HSBC launches Saudi equity indexes, funds

from Reuters

Europe’s biggest bank, is launching two indexes and associated funds and products that will give international investors exposure to Saudi Arabian equities, HSBC said on Friday. The Saudi equity market is closed to investors not based in the region but the new HSBC Saudi Equity Index offers a way to gain exposure to 36 stocks ranging from banks to bookstores. The bank is also launching the HSBC Saudi Petrochemical Equity Index, with 11 shares including SABIC and SAFCO. With surging oil prices generating huge revenues, the Gulf region has seen startling economic growth. Gulf countries have seen their economies double in size in 2006 from 2002.

Korea, Saudi Arabia agree on closer defense cooperation

from the Korean Overseas Information Service (South Korea)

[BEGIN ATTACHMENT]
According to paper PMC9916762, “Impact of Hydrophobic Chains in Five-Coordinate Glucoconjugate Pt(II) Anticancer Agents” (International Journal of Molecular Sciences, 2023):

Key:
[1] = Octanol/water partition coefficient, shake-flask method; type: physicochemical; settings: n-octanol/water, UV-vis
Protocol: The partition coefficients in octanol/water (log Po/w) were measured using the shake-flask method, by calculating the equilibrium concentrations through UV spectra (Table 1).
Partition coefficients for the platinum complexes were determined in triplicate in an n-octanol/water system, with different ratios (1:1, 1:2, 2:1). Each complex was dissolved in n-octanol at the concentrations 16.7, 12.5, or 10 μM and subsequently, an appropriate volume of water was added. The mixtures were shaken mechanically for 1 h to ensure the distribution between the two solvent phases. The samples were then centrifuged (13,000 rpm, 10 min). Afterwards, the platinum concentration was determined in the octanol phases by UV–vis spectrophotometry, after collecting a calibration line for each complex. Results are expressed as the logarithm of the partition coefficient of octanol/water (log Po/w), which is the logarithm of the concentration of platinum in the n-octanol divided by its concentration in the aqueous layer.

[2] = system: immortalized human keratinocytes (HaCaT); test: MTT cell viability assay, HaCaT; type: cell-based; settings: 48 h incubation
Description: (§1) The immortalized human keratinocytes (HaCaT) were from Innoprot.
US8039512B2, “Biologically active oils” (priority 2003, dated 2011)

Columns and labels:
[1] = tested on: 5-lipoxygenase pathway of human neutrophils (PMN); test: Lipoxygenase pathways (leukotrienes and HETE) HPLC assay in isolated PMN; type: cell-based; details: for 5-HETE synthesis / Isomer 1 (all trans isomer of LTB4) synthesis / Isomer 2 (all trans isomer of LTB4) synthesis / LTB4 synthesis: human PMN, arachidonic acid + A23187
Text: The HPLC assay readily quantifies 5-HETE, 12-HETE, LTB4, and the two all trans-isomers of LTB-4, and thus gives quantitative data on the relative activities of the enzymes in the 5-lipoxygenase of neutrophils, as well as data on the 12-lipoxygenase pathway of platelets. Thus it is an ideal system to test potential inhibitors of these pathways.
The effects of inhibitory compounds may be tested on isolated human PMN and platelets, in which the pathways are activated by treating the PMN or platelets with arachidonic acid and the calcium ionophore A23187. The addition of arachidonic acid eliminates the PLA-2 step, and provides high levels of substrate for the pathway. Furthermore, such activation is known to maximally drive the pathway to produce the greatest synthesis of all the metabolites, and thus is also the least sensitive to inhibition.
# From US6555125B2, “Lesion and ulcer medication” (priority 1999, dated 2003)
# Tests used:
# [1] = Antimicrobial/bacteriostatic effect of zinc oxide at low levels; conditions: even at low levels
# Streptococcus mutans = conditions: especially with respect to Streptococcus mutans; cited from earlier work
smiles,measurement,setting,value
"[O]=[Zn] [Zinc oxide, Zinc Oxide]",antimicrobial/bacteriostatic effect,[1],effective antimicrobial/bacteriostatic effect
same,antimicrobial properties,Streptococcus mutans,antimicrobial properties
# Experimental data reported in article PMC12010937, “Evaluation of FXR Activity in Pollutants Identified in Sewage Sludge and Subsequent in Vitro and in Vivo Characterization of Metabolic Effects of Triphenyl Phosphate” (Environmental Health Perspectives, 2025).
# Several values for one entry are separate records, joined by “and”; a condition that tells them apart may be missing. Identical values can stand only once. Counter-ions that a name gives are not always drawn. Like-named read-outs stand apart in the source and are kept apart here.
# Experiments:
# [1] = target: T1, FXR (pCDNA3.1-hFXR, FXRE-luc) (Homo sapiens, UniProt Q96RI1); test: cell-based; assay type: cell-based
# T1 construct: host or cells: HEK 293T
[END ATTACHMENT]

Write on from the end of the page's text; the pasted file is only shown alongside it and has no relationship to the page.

Saudi Arabia is considering dispatching a defense attache to its embassy in Seoul to help promote bilateral military ties, Korea’s Defense Ministry said Monday. Saudi Arabia said it would push for the establishment of a diplomatic mission to handle defense affairs in Korea," said Lt. Col. Kim Gwang-woo, an official at the ministry’s international policy team. The Korean minister also asked for closer cooperation in the defense industry so that Korea can play a role in Saudi Arabia’s push for modernizing its military. "Crown Sultan expressed interest and understanding in the proposal," Kim said. Korea hopes to export Cheonma missiles with a range of 10 kilometers to Saudi Arabia, which is said to be planning to purchase about 400 surface-to-air missiles, according to industry sources. The winner of the contract will likely be decided at the end of this month, the sources said.